Slowly, I came out of the funk and regained my equilibrium, yet held her in my arms still. My heart was hammering and I felt the blood pulsing through my veins. What was hidden beneath those layers of clothing was intoxicating, and I was half drunk with the sensations and smells of her. I could not let go.

My throat had thickened and I found it hard to talk. “Yes.”

I looked at her again, her face close to me in the dark. In the shadows I could see her hair falling softly across her cheek. I pulled the strand back behind her ear and kissed the corner of her mouth.

“I told you I was drunk. This is what comes of going skiing with me.”

She laughed softly and held me tight. “In that case, we should go more often.”

That intimacy was dizzying. We kissed again, slowly this time. It was time to go and I released her reluctantly.

“I’ll call you tomorrow.”

She smiled and squeezed my hand. I turned toward the door and let myself out.

Standing there alone on the other side of the world, my head was spinning. How this had come to pass I did not know, nor did I care. I knew only one thing – I wanted to hold her in my arms again. Nothing mattered but this – not the fact that she was Moslem and I, Jewish; not the harsh realities of the regime we lived under; not the threat of torture or execution; not even the past, present or future of our fucking planet.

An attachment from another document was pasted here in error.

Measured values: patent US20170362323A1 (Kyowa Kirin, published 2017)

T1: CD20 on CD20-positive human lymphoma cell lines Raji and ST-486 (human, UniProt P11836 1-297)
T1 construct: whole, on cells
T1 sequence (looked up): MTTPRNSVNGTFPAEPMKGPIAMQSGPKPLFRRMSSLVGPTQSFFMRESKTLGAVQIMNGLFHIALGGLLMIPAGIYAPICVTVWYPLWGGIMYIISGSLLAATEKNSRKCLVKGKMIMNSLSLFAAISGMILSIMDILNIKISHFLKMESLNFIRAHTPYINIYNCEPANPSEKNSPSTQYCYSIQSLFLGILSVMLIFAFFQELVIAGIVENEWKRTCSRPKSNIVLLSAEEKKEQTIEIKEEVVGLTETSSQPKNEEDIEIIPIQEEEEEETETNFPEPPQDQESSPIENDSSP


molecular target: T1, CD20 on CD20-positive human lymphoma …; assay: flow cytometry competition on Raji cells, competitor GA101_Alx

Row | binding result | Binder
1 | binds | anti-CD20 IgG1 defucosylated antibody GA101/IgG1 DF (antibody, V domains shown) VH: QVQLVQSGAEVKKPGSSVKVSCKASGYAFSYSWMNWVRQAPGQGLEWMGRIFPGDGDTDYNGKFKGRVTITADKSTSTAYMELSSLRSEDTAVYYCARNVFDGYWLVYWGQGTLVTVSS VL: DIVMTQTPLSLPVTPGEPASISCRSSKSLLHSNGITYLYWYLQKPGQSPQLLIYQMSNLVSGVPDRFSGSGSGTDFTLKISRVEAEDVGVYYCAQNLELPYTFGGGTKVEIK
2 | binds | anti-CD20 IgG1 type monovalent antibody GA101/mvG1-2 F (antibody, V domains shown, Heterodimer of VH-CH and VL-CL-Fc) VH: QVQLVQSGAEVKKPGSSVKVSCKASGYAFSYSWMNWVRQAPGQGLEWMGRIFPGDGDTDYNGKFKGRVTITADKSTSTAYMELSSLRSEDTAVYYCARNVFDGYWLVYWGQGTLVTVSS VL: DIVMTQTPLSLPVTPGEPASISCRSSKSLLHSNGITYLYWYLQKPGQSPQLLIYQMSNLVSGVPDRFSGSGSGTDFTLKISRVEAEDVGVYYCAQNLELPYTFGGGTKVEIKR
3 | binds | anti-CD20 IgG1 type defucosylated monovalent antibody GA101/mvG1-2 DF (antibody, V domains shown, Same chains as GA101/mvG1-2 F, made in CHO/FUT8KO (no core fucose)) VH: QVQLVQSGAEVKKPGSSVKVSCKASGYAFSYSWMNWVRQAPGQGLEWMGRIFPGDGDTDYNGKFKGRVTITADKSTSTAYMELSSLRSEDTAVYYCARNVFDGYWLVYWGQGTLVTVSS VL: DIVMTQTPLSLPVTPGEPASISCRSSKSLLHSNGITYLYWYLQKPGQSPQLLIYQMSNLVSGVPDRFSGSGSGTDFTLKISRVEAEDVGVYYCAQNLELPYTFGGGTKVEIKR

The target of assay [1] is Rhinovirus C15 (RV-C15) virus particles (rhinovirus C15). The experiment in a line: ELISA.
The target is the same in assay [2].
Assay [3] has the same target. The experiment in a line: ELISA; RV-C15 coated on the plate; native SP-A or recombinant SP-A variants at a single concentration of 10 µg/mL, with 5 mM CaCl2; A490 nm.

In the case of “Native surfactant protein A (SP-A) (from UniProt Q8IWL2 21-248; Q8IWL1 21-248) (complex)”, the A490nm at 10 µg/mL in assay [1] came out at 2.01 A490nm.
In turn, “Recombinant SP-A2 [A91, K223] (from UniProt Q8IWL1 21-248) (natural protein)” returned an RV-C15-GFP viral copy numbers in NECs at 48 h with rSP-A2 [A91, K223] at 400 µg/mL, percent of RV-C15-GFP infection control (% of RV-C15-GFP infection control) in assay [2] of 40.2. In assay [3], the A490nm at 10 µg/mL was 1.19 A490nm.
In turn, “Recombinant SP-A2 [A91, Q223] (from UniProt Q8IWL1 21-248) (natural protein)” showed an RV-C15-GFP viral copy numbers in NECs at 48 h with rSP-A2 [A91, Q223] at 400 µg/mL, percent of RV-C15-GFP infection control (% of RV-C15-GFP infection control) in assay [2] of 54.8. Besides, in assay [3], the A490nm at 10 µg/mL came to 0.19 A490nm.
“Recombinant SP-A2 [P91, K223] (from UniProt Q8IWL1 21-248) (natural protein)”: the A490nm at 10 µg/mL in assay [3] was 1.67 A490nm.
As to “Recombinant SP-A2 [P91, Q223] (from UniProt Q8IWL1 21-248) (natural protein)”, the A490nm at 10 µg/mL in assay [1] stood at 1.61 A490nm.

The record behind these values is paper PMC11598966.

The night air was cold and sharp, and I felt its touch all along my face, but within, there was a radiating heat that nothing could penetrate. As I walked away in the dark, I whistled softly to myself. So that’s what an Iranian woman is like. God Almighty.


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Thank you pomegranate for

by Poirot on

Thank you pomegranate for you story. I grew up outside of Iran, as a child every Christmas vacation my family would go to Iran where my cousins would take me to Dizin, I learned how to ski on those slopes. I have since competed in many snowboarding competitions and have had the pleasure of skiing on some f the world best slopes, however Dizin still holds a very special place for me, not because of its powdery slopes or unbelievable terrain but for the memories. I was fortunate enough to go back to iran recently after almost 10 years and Dizin is still the place to get away from the everyday stresses of Tehran. Again thank you .


How does this story end?

by skatermom (not verified) on

How does this story end? Please tell me you lived happily ever after and had lots of beautiful children.


Very Nice

by Mehrdad011 (not verified) on

Thank you!

AmirAshkan Pishroo

a human story of our times

by AmirAshkan Pishroo on

What a clever and subtle story: candidly intimate yet a human story of our times.